Relatives and the Art of Relating
Fact: our family rocks. From the immediate to the extended, we could not ask for more. Cody and I bathe in their love and support. Relatives have stepped up, helped out, and come through time and time again. However, even on the A-squad tension can emerge. Although super, each member remains human, packaged with weaknesses and imperfections. When these weaknesses impact the acceptance of your child, now that is the plight of a parent.
Majority of both our family and friends dote upon Nettie and Lottie to a degree measuring somewhere roughly between adoration and smothering. Nonetheless, there remain a few whom have, six months in, yet to make an appearance. Upon questioning, we were told this dearth was a byproduct of personal ‘discomfort’. Excuse me?
We, the parents, sit awkwardly with this deliberate absence. I wade through thick waters of emotion, trying to rightly process the situation with respect and discernment. Coming against me is a natural reflex of disappointment, hurt, and protectiveness. How to be honest, empathetic, and promote unity in such a precarious dry land?
Be it unease concerning medical interventions, disorders, illness, ethnic contrast, or enhanced chromosomal acquisition (I just made that up), when a family member places your child outside their scope of ‘comfort’, it hits a momma's heart hard. Yet as with all trials, this hurt comes with a lesson in extending grace, and staying engaged in relationships. Easier said than done from an emotion drenched, sleep deprived, passionate position of a mother.
One thing I am learning about Down syndrome; the people, journey, and culture, are all firmly rooted in truthfulness. To follow suite, honesty and transparency are what I offer, to those blood related or not. Perhaps my words are an echo of what is on your own heart for a loved one to hear.
Shame on you.
Oops, let me try again.
You are making a dire sacrifice. In choosing to distance yourself from my children, you may avoid personal discomfort, but at a great cost. Your growth remains stagnant and your security false. You are self-deprived of a connection to what is marvelous. By deterring efforts to expand your understanding, you fall victim to the ceaseless progression of time. You are electing to forfeit an opportunity to witness, and partake in a masterpiece unfolded.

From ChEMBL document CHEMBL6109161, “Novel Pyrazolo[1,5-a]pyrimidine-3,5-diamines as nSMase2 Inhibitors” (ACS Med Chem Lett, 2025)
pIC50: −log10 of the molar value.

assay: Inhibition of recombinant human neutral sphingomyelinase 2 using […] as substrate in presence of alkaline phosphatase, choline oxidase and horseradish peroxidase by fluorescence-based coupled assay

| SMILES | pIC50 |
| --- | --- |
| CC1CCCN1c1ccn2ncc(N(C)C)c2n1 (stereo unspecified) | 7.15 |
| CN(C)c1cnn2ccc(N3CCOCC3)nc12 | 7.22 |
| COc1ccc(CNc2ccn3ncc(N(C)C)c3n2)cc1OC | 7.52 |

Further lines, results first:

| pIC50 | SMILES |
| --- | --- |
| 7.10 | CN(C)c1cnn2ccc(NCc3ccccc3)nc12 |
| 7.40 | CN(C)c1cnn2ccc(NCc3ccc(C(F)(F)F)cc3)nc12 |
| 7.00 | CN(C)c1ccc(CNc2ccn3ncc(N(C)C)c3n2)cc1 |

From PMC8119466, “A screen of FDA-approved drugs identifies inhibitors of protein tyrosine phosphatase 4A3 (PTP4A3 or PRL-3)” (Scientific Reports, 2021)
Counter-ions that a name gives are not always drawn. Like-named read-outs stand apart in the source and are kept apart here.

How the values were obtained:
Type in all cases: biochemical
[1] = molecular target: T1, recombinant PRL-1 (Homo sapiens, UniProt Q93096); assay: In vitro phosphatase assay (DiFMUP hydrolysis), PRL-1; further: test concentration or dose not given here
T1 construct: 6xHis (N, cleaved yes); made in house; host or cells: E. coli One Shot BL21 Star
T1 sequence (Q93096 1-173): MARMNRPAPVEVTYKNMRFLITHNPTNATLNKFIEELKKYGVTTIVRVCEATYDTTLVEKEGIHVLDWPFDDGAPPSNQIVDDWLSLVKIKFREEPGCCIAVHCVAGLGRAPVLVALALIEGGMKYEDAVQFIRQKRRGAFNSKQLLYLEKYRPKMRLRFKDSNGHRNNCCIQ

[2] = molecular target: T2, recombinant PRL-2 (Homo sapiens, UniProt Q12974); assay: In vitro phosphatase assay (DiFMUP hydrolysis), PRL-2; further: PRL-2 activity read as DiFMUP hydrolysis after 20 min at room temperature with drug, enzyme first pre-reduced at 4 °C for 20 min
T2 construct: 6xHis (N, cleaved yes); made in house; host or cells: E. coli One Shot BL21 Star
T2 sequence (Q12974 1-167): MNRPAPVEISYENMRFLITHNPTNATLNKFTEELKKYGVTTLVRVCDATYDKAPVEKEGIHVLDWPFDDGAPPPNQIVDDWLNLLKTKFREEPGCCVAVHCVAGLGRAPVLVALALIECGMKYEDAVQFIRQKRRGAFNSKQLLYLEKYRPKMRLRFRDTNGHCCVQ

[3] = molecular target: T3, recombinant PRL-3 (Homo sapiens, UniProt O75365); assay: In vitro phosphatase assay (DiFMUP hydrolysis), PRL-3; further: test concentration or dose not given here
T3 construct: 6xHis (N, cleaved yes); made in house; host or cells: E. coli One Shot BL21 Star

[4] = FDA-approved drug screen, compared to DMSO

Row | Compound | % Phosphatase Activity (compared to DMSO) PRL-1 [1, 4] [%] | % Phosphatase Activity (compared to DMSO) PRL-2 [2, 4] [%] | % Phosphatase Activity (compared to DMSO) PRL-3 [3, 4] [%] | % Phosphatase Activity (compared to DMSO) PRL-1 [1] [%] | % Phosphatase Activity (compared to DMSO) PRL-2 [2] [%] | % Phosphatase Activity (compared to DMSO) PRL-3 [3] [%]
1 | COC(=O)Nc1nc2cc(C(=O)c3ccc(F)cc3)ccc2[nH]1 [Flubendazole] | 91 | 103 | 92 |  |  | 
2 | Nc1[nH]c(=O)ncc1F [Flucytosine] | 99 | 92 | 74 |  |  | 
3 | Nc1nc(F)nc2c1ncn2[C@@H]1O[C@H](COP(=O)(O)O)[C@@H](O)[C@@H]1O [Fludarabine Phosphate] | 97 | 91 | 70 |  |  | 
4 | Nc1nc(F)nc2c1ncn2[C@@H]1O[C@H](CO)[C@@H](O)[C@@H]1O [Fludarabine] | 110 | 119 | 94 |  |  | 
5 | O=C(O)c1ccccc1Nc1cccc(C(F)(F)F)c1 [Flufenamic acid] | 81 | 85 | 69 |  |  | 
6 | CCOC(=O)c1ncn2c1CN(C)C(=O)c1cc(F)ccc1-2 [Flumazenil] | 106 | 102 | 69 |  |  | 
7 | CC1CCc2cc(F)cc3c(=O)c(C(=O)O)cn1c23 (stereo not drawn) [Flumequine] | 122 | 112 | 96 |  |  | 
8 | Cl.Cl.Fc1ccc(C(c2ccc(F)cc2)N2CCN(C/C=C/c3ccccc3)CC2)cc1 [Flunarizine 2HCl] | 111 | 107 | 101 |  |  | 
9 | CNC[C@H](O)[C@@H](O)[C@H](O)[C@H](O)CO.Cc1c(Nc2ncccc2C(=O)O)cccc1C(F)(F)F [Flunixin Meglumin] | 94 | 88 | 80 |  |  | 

Previously offended, I now consider your perspective. As I reflect on what fear has already stolen from you, I realize my indignation was misplaced. All that remains is a sadness for your deficit of joy in knowing these girls. My heart brakes for you.
I prefer a present person to a perfect one. If you take away one word from this message, let it be: come. There is always a seat for you at our table. When you arrive we can be brave and honest, washing off the sludge of discomfort and timidity. Let’s offer each other grace and let that be our common ground.
Situations such as this force me to consider my multifaceted role as mother, advocate, and family member. I strain my goals from a simmering pot of sentiments. This time, I caution myself to remember that as a parent, I must never discard respect amidst hurt, regardless of justification. Removing all pedestals, I remember that our family members are human; prone to fear, occasionally governed by selfishness, and in constant need of grace. Thankfulness and honor flood me for my front row seat to the magical production of watching my children share their beauty with the world. I will continue to offer the adjacent seat to anyone who wishes to join. Like I said, just come.